An archetype in literature refers to the concept that universal patterns exist within life. A maze archetype in literature is a text which requires a character to traverse a path which leads him or her through multiple challenges and dead ends. These challenges can be mental, physical, or both mental and physical.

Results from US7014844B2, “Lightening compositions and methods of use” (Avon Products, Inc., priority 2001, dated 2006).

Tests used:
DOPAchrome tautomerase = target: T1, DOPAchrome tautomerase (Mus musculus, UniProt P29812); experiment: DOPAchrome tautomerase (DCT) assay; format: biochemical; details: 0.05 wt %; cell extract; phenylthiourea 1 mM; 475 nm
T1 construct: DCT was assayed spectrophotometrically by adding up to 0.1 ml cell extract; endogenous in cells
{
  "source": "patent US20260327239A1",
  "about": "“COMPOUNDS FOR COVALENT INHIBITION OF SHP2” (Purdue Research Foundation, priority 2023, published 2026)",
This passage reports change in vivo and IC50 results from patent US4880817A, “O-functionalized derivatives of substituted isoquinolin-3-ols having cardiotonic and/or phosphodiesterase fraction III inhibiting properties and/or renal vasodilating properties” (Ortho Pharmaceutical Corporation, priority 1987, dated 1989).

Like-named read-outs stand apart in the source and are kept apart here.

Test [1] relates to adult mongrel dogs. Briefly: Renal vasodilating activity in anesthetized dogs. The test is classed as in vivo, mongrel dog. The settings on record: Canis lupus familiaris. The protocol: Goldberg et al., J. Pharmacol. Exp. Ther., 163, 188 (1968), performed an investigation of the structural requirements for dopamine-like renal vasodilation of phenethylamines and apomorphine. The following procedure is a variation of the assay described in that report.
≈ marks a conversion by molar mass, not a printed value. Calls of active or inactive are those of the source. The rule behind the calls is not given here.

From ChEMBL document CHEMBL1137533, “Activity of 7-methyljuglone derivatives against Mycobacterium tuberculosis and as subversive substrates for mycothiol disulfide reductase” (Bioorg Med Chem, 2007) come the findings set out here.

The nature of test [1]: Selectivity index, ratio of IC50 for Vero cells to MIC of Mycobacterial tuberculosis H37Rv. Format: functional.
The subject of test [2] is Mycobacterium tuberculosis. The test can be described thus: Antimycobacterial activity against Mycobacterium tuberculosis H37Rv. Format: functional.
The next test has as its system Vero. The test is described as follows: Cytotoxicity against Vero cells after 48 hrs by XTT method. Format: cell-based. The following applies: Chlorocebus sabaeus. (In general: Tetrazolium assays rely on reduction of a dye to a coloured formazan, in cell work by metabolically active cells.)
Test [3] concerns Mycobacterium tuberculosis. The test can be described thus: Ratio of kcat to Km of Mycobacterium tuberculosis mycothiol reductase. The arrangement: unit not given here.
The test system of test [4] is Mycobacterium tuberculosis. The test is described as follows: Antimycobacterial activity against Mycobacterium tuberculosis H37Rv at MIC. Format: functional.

Two examples of maze archetypes are Lewis Carroll's Alice's Adventures in Wonderland and L. Frank Baum's The Wonderful Wizard of Oz. In these texts, both main characters (Alice and Dorothy) must traverse both mental and physical maxes to insure that they are successful during their journeys. Alice's challenge forces her to face who she truly is and the fact that she must grow up. Similarly, Dorothy must realize, through the numerous challenges which she must face, her ability to be self-reliant (so too must the Scarecrow, Tin Man, and Lion). In some circumstances, Dorothy's journey has been defined as a coming together of different part's of a singular character in order to find success in life (meaning that all four characters needed to unite in order to insure Dorothy's success in returning to Kansas). The maze archetype here refers to the "selfs" being lost at different places in life and needing reunion.